Trade Marks and Brands: An Interdisciplinary Critique

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Overview

Recent developments in trade marks law have called into question a variety of basic features, as well as bolder extensions, of legal protection. Other disciplines can help us think about fundamental issues such as: What is a trade mark? What does it do? What should be the scope of its protection? This volume assembles essays examining trade marks and brands from a multiplicity of fields: from business history, marketing, linguistics, legal history, philosophy, sociology, and geography. Each chapter pairs lawyers' and non-lawyers' perspectives, so that each commentator addresses and critiques his or her counterpart's analysis. The perspectives of non-legal fields are intended to enrich legal academics' and practitioners' reflections about trade marks, and to expose lawyers, judges, and policy-makers to ideas, concepts, and methods that could prove to be of particular importance in the development of positive law.
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Editorial Reviews

From the Publisher
Review of the hardback: The past two decades have witnessed an explosion of research into the very ontological foundations of trade mark law. Few books however have tried to venture systematically into the heart of the legal beast to construct a truly comprehensive view of what the nature and function of trade marks are and the scope of their legal protection as Trade Marks and Brands: an Interdisciplinary Critique does. The book draws on a number of aspects of trade mark law, namely legal and business history, marketing, linguistics, philosophy, sociology and geography, giving different flavours to the law. The originality of the book lies not only in the fact that it brings these different aspects together, but also in allowing each commentator to address and critique their counterpart's analysis. The book is primarily aimed at lawyers, non-lawyers and policy-makers and assumes that the reader is already up to speed on the subject.' Book Reviews

Review of the hardback: 'The editor's claim in the preface of the uniqueness of this work, on the basis of the broad, inter-related range of contributions, is largely justified. Throughout this volume, contributors bear in mind that legislation is inevitably behind constantly-evolving developments and draw readers into considering the challenges ahead. This work will no doubt be useful to scholars and students as well as to non-specialists wishing to broaden their knowledge on the subject.' World Intellectual Property Organisation Magazine

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Product Details

Meet the Author

Lionel Bently is Herchel Smith Professor of Intellectual Property Law at the University of Cambridge, Director of the Centre of Intellectual Property and Information Law at the University of Cambridge, and a Professorial Fellow at Emmanuel College, Cambridge.

Jennifer Davis is Newton Trust Lecturer and College Lecturer at Wolfson College, University of Cambridge.

Jane C. Ginsburg is the Morton L. Janklow Professor of Literary and Artistic Property Law at the Columbia Law School. She also directs the law school's Kernochan Center for Law, Media and the Arts.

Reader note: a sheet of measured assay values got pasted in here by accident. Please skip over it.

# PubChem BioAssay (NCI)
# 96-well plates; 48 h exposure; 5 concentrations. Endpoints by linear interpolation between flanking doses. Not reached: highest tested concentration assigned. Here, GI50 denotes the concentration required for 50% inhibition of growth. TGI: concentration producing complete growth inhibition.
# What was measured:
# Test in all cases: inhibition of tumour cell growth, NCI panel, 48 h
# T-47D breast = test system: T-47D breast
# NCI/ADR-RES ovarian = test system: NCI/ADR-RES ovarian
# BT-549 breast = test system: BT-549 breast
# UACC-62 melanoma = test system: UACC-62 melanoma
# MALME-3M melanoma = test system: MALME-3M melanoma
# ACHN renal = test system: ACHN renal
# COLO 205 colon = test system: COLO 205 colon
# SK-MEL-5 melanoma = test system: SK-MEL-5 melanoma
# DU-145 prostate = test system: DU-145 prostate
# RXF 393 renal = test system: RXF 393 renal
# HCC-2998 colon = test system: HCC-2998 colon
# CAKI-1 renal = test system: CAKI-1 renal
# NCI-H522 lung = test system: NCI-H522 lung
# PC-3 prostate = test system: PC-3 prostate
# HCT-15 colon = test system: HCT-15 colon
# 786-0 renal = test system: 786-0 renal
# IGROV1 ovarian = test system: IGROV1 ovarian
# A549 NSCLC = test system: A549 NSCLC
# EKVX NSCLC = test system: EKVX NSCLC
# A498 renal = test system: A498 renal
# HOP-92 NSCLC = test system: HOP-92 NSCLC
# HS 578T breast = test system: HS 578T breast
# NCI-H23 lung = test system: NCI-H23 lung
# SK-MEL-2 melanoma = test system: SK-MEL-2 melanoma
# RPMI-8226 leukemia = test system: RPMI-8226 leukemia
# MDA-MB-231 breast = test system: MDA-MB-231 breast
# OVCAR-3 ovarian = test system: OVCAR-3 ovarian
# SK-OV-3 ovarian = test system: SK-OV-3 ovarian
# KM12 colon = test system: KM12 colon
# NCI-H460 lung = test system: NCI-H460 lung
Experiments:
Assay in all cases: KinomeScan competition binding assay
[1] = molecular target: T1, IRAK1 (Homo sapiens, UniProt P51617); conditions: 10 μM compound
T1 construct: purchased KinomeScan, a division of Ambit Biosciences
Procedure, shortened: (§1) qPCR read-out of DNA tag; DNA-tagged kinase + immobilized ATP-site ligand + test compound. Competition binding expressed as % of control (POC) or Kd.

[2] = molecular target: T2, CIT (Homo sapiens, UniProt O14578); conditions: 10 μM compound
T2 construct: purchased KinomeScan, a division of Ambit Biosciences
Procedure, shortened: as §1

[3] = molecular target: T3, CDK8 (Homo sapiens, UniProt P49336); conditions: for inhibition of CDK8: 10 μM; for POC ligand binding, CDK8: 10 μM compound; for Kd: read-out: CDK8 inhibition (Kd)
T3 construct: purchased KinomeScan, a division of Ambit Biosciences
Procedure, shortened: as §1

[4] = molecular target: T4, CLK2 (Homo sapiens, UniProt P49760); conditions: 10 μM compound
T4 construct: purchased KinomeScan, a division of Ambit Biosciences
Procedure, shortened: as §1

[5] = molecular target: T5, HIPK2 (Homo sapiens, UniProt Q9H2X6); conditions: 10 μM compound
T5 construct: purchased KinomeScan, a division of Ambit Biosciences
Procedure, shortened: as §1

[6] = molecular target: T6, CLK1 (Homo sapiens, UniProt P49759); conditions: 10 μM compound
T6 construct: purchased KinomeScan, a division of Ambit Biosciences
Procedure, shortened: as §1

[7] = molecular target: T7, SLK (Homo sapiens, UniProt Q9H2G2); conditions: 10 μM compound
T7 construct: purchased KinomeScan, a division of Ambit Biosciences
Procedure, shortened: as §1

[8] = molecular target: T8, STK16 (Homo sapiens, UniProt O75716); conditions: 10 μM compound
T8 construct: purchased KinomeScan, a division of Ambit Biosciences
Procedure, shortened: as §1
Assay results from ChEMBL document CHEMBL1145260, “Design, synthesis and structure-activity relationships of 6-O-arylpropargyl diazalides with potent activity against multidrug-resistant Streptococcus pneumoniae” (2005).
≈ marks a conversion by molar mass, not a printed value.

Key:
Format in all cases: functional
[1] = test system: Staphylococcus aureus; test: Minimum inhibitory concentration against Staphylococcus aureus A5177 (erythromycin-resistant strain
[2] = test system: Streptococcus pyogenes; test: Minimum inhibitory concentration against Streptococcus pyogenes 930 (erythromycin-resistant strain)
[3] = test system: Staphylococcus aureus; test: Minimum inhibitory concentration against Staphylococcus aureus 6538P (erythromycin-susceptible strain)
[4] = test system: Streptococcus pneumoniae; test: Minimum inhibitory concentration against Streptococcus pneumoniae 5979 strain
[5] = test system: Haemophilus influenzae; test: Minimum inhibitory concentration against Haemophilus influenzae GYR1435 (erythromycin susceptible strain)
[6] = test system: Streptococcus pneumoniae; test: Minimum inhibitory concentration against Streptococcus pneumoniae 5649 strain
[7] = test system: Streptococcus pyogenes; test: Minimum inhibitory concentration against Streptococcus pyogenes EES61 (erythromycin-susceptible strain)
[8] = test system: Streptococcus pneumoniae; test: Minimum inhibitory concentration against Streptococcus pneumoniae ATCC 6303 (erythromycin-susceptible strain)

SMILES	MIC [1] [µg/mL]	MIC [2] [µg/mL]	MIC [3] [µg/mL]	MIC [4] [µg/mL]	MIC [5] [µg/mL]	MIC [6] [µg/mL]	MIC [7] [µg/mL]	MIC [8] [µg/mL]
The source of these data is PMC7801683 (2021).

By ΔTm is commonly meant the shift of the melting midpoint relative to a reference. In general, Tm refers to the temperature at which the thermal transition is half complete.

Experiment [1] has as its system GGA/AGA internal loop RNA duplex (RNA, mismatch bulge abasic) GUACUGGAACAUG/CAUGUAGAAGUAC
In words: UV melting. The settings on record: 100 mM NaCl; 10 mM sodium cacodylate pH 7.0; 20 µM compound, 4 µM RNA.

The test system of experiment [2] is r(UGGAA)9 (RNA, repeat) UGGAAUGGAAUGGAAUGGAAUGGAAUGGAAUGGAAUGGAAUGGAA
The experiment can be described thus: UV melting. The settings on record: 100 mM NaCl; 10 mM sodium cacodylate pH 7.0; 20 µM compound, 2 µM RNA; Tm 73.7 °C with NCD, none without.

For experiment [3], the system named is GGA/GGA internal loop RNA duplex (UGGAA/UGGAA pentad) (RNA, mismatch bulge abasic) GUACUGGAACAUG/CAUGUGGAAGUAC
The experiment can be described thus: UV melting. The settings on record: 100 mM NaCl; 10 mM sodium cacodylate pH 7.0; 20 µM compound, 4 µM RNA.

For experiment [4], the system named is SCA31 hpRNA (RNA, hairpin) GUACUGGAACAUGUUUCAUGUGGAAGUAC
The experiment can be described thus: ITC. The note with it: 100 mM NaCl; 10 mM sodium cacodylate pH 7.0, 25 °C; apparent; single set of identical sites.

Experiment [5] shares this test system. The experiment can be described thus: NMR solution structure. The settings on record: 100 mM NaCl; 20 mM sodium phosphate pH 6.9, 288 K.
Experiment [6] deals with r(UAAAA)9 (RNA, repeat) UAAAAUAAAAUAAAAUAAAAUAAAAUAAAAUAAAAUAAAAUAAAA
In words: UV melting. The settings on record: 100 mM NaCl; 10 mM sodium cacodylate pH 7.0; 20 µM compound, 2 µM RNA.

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Table of Contents

Pt. I Legal and economic history 1

1 The making of modern trade mark law : the construction of the legal concept of trade mark (1860-1880) Lionel Bently Bently, Lionel 3

2 The making of modern trade mark law : the UK, 1860-1914 : a business history perspective David M. Higgins Higgins, David M. 42

Pt. II Current positive law in the EU and the USA 63

3 Between a sign and a brand : mapping the boundaries of a registered trade mark in European Union trade mark law Jennifer Davis Davis, Jennifer 65

4 "See me, feel me, touch me, hea(r) me" (and maybe smell and taste me too) : I am a trademark - a US perspective Jane C. Ginsburg Ginsburg, Jane C. 92

Pt. III Linguistics 105

5 'How can I tell the trade mark on a piece of gingerbread from all the other marks on it?' : naming and meaning in verbal trade mark signs Alan Durant Durant, Alan 107

6 What linguistics can do for trademark law Graeme B. Dinwoodie Dinwoodie, Graeme B. 140

Pt. IV Marketing 159

7 Brand culture : trade marks, marketing and consumption Jonathan E. Schroeder Schroeder, Jonathan E. 161

8 'Brand culture : trade marks, marketing and consumption' - responding legally to Professor Schroeder's paper David Vaver Vaver, David 177

Pt. V Sociology 199

9 Trade mark style as a way of fixing things Celia Lury Lury, Celia 201

10 The irrational lightness of trade marks : a legal perspective Catherine W. Ng Ng, Catherine W. 223

Pt. VI Law and economics 239

11 A law-and-economics perspective on trade marks Andrew Griffiths Griffiths, Andrew 241

12 The economic rationale of trade marks : an economist's critique Jonathan Aldred Aldred, Jonathan 267

Pt. VII Philosophy283

13 Trade marks as property : a philosophical perspective Dominic Scott Scott, Dominic Alex Oliver Oliver, Alex Miguel Ley-Pineda Ley-Pineda, Miguel 285

14 An alternative approach to dilution protection : a response to Scott Oliver and Ley-Pineda Michael Spence Spence, Michael 306

Pt. VIII Anthropology 317

15 An anthropological approach to transactions involving names and marks, drawing on Melanesia James Leach Leach, James 319

16 Traversing the cultures of trade marks : observations on the anthropological approach of James Leach Megan Richardson Richardson, Megan 343

Pt. IX Geography 359

17 Geographical indications : not all 'champagne and roses' Bronwyn Parry Parry, Bronwyn 361

18 (Re)locating Geographical indications : a response to Bronwyn Parry Dev Gangjee Gangjee, Dev 381

Bibliography 398

Index 423

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